That's important because similar types of data collection might be acceptable to some employees but objectionable to others. For example, workers might be open to employers collecting data on their activities to help make them safer at work. But if that same data is used to monitor who is working late and then used as part of performance reviews or ratings, some employees may object and lose confidence in the organization's data ethics code.

3. Craft a two-way dialogue with employees.

Steen suggested creating an open platform where employees can ask questions about data collection and use. "Employees don't always know how you use data, and others don't trust their organizations in the way that data is used," she said. "Employee trust is built or destroyed in times of extreme disruption like the COVID-19 pandemic. Now is the time to be more transparent with your workforce about your data practices."

Creating an Employee Data Bill of Rights

Some experts believe organizations should go a step further and create an employee data bill of rights. Elisabeth Joyce, vice president and advisory team leader at Gartner, told the audience at the ReimagineHR Conference that just as many businesses now spell out for consumers their data rights, organizations should be equally explicit with their employees about such rights.

"Are employees clear on what data is collected and how it's used and protected, and are those rights explicitly communicated?" Joyce asked. "For the most part, the answer is no. The analytics landscape has accelerated, and organizations need to address the data expectations of employees before those expectations are addressed in the courts or in the media."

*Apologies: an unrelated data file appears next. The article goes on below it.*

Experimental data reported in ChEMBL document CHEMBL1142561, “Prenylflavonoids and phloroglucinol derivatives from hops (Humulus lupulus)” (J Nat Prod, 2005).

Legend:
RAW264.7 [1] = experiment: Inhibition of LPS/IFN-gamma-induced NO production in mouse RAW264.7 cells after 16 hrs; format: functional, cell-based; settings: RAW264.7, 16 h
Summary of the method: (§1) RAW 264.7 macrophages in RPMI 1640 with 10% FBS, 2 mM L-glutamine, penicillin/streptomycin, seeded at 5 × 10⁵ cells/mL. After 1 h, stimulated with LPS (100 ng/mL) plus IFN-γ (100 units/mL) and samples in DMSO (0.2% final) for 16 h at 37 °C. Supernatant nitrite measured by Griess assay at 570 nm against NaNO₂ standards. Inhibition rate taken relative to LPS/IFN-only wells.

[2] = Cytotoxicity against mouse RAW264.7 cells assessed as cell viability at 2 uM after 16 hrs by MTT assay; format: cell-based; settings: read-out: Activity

To address the problem, Joyce suggested organizations create an employee data bill of rights with four key tenets. Privacy is not listed as a core right on this list, Joyce said, because the bill of rights is intended to balance employee privacy with the legitimate and necessary analytics employers need to collect.

"These employee data rights should go beyond table stakes like adhering to the European Union's General Data Protection Regulation," she said. "They should evaluate those data questions that are currently unregulated."

The four tenets in the bill of rights are:

  • The Right to Purpose. Employees should have the right to expect employers will have a legitimate purpose for using data collected about them. "Employee health certifications around COVID-19 shouldn't be used for benefits determination, for example. [They should be used] only to ensure people are healthy when they return to the workplace," Joyce said.
  • The Right to Minimization. Employees should have a right to expect their employers will only collect the minimum amount of data needed to meet the intended purpose.
  • The Right to Fairness. This is the right for employees to know their data will be used fairly. Here, organizations should consider potential second- and third-order effects from data gathering, Joyce said. Take productivity monitoring of remote workers, for example. Such data might also be used for things like recognizing people for above-and-beyond contributions, which could incentivize burnout, she said.
  • The Right to Awareness. Joyce said this is the crux of creating a good data partnership with employees. "Workers should have the right to know what types of collected data are being used for what purposes and any changes made to that," she said.

Organizations also need to identify any restrictions to sharing information about data collection and use. "Awareness does not mean full transparency," Joyce said. "Companies are not compelled to share everything, but they do need a legitimate reason when they don't share information about data collection or use."

Dave Zielinski is a freelance business writer and editor in Minneapolis.